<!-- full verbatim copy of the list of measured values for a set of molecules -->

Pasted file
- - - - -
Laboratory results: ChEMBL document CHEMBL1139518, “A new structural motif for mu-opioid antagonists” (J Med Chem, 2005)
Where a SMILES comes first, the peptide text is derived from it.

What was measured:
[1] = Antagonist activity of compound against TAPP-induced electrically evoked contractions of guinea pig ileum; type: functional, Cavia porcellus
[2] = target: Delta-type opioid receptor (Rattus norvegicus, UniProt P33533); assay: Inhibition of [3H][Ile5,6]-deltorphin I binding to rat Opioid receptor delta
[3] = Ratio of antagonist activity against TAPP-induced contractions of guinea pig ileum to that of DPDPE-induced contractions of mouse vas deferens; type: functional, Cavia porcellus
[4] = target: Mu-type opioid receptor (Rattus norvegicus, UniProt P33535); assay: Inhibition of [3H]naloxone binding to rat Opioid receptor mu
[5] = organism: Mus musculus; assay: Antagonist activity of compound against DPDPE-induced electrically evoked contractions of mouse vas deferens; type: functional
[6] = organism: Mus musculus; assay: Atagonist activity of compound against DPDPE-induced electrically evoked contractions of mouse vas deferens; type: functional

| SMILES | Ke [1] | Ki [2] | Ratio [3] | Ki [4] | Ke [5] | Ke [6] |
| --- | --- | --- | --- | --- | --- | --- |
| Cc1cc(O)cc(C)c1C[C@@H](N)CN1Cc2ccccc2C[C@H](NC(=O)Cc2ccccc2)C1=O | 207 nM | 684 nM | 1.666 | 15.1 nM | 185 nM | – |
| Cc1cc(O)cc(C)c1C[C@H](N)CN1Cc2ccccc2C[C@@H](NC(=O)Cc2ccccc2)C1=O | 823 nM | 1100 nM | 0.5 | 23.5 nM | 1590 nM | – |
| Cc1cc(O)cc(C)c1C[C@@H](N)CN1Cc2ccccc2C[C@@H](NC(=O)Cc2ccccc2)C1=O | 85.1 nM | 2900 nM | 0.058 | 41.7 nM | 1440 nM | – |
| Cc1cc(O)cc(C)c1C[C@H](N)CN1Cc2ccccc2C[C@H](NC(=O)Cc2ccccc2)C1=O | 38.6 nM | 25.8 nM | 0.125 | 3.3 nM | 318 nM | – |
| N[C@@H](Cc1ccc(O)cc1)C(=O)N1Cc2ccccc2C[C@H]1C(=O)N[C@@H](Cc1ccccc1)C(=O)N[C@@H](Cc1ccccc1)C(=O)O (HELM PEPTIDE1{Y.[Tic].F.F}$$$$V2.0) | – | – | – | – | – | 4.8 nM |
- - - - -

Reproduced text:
Laboratory results: ChEMBL document CHEMBL1139518, “A new structural motif for mu-opioid antagonists” (J Med Chem, 2005)
Where a SMILES comes first, the peptide text is derived from it.

What was measured:
[1] = Antagonist activity of compound against TAPP-induced electrically evoked contractions of guinea pig ileum; type: functional, Cavia porcellus
[2] = target: Delta-type opioid receptor (Rattus norvegicus, UniProt P33533); assay: Inhibition of [3H][Ile5,6]-deltorphin I binding to rat Opioid receptor delta
[3] = Ratio of antagonist activity against TAPP-induced contractions of guinea pig ileum to that of DPDPE-induced contractions of mouse vas deferens; type: functional, Cavia porcellus
[4] = target: Mu-type opioid receptor (Rattus norvegicus, UniProt P33535); assay: Inhibition of [3H]naloxone binding to rat Opioid receptor mu
[5] = organism: Mus musculus; assay: Antagonist activity of compound against DPDPE-induced electrically evoked contractions of mouse vas deferens; type: functional
[6] = organism: Mus musculus; assay: Atagonist activity of compound against DPDPE-induced electrically evoked contractions of mouse vas deferens; type: functional

| SMILES | Ke [1] | Ki [2] | Ratio [3] | Ki [4] | Ke [5] | Ke [6] |
| --- | --- | --- | --- | --- | --- | --- |
| Cc1cc(O)cc(C)c1C[C@@H](N)CN1Cc2ccccc2C[C@H](NC(=O)Cc2ccccc2)C1=O | 207 nM | 684 nM | 1.666 | 15.1 nM | 185 nM | – |
| Cc1cc(O)cc(C)c1C[C@H](N)CN1Cc2ccccc2C[C@@H](NC(=O)Cc2ccccc2)C1=O | 823 nM | 1100 nM | 0.5 | 23.5 nM | 1590 nM | – |
| Cc1cc(O)cc(C)c1C[C@@H](N)CN1Cc2ccccc2C[C@@H](NC(=O)Cc2ccccc2)C1=O | 85.1 nM | 2900 nM | 0.058 | 41.7 nM | 1440 nM | – |
| Cc1cc(O)cc(C)c1C[C@H](N)CN1Cc2ccccc2C[C@H](NC(=O)Cc2ccccc2)C1=O | 38.6 nM | 25.8 nM | 0.125 | 3.3 nM | 318 nM | – |
| N[C@@H](Cc1ccc(O)cc1)C(=O)N1Cc2ccccc2C[C@H]1C(=O)N[C@@H](Cc1ccccc1)C(=O)N[C@@H](Cc1ccccc1)C(=O)O (HELM PEPTIDE1{Y.[Tic].F.F}$$$$V2.0) | – | – | – | – | – | 4.8 nM |